Many Ways to Afford Your Degree
If you have been accepted to St. Louis College of Pharmacy, you are among a select group. Your admission was based on your academic achievement, standardized test scores, and extracurricular activities. You are motivated, bright, and resourceful. Students like you often receive multiple scholarships to help cover college costs. Scholarships do not have to be repaid, and they may come from a variety of sources.
- St. Louis College of Pharmacy offers scholarships to high-achieving students. Scholarships awarded by STLCOP typically range between $3,000 and $8,000 per academic year.
- More than 195 donor-funded scholarships, totaling more than $421,000, have been funded by individuals, organizations, and companies to assist STLCOP students for the academic year. In 2012, 175 students were awarded these scholarships. Students apply for scholarships in the fall, answering questions that help the awards committee match students with the scholarships that are best suited to recognize their accomplishments and address individual needs and goals. Criteria may include academic achievement, extracurricular activities, and community involvement.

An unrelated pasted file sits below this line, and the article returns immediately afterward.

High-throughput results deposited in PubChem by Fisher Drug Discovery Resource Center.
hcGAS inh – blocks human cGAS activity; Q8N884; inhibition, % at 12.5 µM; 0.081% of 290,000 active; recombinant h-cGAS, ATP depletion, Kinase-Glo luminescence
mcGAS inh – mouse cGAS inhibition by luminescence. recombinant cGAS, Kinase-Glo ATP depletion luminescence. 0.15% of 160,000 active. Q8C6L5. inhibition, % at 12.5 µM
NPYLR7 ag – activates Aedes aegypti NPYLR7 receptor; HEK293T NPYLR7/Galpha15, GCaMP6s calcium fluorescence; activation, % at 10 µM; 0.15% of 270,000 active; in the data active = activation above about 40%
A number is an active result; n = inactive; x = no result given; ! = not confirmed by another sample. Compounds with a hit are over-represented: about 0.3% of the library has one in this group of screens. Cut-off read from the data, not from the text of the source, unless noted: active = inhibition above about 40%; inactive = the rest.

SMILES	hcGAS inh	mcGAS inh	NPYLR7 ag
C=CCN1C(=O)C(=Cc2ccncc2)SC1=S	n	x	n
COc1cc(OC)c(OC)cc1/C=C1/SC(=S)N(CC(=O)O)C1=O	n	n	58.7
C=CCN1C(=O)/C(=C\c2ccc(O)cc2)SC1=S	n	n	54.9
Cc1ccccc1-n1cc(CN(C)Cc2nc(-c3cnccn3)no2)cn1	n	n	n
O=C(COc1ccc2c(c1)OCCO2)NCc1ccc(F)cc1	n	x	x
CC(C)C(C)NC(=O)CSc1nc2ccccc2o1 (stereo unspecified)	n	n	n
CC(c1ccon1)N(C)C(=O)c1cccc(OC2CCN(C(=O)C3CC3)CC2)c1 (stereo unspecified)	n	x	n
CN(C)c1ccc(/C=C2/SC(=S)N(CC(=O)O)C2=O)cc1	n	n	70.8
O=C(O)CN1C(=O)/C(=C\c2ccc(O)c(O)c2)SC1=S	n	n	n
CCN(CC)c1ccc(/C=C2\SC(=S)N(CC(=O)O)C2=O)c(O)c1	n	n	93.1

- Many students qualify for and receive scholarships from other sources. Information about external scholarships is available from your high school guidance counselor and a number of online databases.
- Another type of financial aid that does not require repayment is grants. These are federal or state government awards usually based on a student’s financial need. The first step to applying for grant funding assistance involves completing the Free Application for Federal Student Aid (FAFSA).
Grants are government financial awards provided to students who qualify and exhibit financial need as determined through your FAFSA financial disclosures. Grants do not require repayment.
Student loans make college possible for many students, providing immediate cash to cover costs. Loans are available from various sources and repayment plans and interest rates vary. Most student loans do not have to be repaid until a student has graduated.
Federal work-study programs are designed to assist students who qualify to work in various College settings, including administrative offices, the library, the fitness center, and faculty research laboratories. These students work an average of four to six hours per week and are paid monthly for the total hours worked.